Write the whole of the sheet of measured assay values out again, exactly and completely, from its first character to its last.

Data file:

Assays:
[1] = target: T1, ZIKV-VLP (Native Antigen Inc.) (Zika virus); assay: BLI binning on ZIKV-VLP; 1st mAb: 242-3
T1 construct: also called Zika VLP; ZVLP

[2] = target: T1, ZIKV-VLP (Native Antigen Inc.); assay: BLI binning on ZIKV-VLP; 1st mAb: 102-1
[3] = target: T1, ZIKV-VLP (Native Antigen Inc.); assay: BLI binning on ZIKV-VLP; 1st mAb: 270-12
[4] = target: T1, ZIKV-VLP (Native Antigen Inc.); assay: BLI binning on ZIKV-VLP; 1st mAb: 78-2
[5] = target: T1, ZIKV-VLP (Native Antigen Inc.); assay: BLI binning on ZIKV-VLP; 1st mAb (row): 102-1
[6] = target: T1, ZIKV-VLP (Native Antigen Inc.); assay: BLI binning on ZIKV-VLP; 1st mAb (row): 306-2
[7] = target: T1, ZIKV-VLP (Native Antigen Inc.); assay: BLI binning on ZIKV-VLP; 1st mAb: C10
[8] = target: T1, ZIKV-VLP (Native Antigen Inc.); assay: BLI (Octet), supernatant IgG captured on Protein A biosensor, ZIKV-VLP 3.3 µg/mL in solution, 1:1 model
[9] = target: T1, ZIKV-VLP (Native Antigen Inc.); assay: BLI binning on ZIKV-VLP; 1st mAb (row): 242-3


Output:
Assays:
[1] = target: T1, ZIKV-VLP (Native Antigen Inc.) (Zika virus); assay: BLI binning on ZIKV-VLP; 1st mAb: 242-3
T1 construct: also called Zika VLP; ZVLP

[2] = target: T1, ZIKV-VLP (Native Antigen Inc.); assay: BLI binning on ZIKV-VLP; 1st mAb: 102-1
[3] = target: T1, ZIKV-VLP (Native Antigen Inc.); assay: BLI binning on ZIKV-VLP; 1st mAb: 270-12
[4] = target: T1, ZIKV-VLP (Native Antigen Inc.); assay: BLI binning on ZIKV-VLP; 1st mAb: 78-2
[5] = target: T1, ZIKV-VLP (Native Antigen Inc.); assay: BLI binning on ZIKV-VLP; 1st mAb (row): 102-1
[6] = target: T1, ZIKV-VLP (Native Antigen Inc.); assay: BLI binning on ZIKV-VLP; 1st mAb (row): 306-2
[7] = target: T1, ZIKV-VLP (Native Antigen Inc.); assay: BLI binning on ZIKV-VLP; 1st mAb: C10
[8] = target: T1, ZIKV-VLP (Native Antigen Inc.); assay: BLI (Octet), supernatant IgG captured on Protein A biosensor, ZIKV-VLP 3.3 µg/mL in solution, 1:1 model
[9] = target: T1, ZIKV-VLP (Native Antigen Inc.); assay: BLI binning on ZIKV-VLP; 1st mAb (row): 242-3